They don't really have to forbid ice skating when there is no ice, do they? Isn't that common sense?


It was sarcasm, but...swuush

edit on 30-3-2015 by Mianeye because: (no reason given)



posted on Mar, 30 2015 @ 02:46 PM
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originally posted by: yorkshirelad

originally posted by: Kali74
I don't think many debunk climate change, they just deny the actual reason it's changing... GHG's.

Is it getting warmer? If so where has the extra heat come from?


Even the AGW CO2 crowd recognizes that all energy comes from the sun.

Why they do not consider the sun's variability as a factor is a matter of faith.

On the plus side, many people are beginning to consider the possibility that taxes and totalitarianism won't help solve what may be a process outside of human control, frozen methane release from the ocean floor.



posted on Mar, 30 2015 @ 06:19 PM
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originally posted by: SlapMonkey
a reply to: Mianeye

They don't really have to forbid ice skating when there is no ice, do they? Isn't that common sense?


Not now in this current world.....signs everywhere forbidding everything from filming a building to smelling the roses lest the roses kill you and the building might be classified information for who knows what.



Regards, Iwinder
edit on 30-3-2015 by Iwinder because: (no reason given)



posted on Mar, 30 2015 @ 10:11 PM
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Most people aren't denying a change. We're all effected one way or another by this 'change" or other similar word. It's just that the hyped up "manbearpig" propaganda, siding with carbon taxes, etc., brought about people thinking that it's not what it seems.

We barely had a winter in the Pacific Northwest, in contrast to the East's snowfall. Now we are seeing that the drought issues do not end in California. Washington State and Oregon's governor both declared a drought warning as of late due to the lessened amount of snow packs in the mountains.



posted on Mar, 31 2015 @ 06:58 AM
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The argument about the cause is distracting and separating us from preparing. I come from a long line of farmers. When the grocery shelves get hard to fill, it will be too late. I am planning a closed environment garden area. It is going to be expensive to install climate control and a permanent closure, but to eat it is worth it. All the nations should start preparing.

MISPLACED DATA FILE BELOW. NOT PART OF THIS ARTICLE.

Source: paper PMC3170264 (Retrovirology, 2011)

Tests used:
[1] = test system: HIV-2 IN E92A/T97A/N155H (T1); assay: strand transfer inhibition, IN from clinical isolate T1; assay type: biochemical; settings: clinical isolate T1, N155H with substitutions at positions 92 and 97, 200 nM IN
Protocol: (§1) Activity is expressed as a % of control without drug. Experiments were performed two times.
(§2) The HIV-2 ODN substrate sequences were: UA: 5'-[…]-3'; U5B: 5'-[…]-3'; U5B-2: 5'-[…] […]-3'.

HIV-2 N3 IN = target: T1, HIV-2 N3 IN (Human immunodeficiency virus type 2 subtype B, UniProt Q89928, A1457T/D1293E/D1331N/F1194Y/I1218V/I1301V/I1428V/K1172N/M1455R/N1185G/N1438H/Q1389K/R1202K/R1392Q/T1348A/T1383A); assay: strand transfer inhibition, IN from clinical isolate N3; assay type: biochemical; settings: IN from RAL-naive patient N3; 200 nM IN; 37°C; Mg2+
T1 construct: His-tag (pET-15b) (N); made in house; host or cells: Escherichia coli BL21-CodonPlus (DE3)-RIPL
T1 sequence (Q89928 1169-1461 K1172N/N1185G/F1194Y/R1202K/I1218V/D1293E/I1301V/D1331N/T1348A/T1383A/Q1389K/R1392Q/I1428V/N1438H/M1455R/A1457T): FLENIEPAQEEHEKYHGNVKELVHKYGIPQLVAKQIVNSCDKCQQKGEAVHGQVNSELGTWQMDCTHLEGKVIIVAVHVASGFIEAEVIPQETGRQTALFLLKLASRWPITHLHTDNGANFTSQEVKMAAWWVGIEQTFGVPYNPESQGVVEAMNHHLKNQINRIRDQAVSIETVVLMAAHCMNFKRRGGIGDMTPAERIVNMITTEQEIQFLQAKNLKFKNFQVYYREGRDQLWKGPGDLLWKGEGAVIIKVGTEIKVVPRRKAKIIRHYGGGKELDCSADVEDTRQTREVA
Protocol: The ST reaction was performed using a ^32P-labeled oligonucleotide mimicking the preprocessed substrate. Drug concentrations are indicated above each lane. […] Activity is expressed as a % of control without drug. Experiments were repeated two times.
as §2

posted on Mar, 31 2015 @ 08:32 AM
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a reply to: Gothar

Where I live in North Yorkshire, the extreme weather is wind.

I have never known a winter where the frequency and intensity of wind has been this bad.

The climate is certainly changing on a massive scale, and it's inevitable that many millions will perish in the probably not so distant future.
Which actually is good.
It could be the earths way of dealing with out of control population growth.
Something has to happen this century for sure.

I don't believe it's man made. I think its a natural event, one that occurs periodically over time.
Think we all need to brace ourself for a very, very, turbulent future.

Sorry you are suffering water shortages, I have been up to speed on the California problem for a while. I hope things miraculously improve.

peace & good luck baby.



posted on Mar, 31 2015 @ 08:58 AM
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a reply to: Gothar

I was standing outside in the garden night before last...9:00 at night - barefoot

March - in Denver. Felt like June